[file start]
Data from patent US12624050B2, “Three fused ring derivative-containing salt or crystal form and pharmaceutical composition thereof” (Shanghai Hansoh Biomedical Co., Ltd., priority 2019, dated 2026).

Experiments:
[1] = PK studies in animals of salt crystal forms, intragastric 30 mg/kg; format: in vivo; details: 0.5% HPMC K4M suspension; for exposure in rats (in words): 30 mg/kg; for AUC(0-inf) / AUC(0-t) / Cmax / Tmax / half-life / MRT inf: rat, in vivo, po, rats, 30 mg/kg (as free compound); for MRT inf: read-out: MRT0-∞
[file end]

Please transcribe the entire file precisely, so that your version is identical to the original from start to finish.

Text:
Data from patent US12624050B2, “Three fused ring derivative-containing salt or crystal form and pharmaceutical composition thereof” (Shanghai Hansoh Biomedical Co., Ltd., priority 2019, dated 2026).

Experiments:
[1] = PK studies in animals of salt crystal forms, intragastric 30 mg/kg; format: in vivo; details: 0.5% HPMC K4M suspension; for exposure in rats (in words): 30 mg/kg; for AUC(0-inf) / AUC(0-t) / Cmax / Tmax / half-life / MRT inf: rat, in vivo, po, rats, 30 mg/kg (as free compound); for MRT inf: read-out: MRT0-∞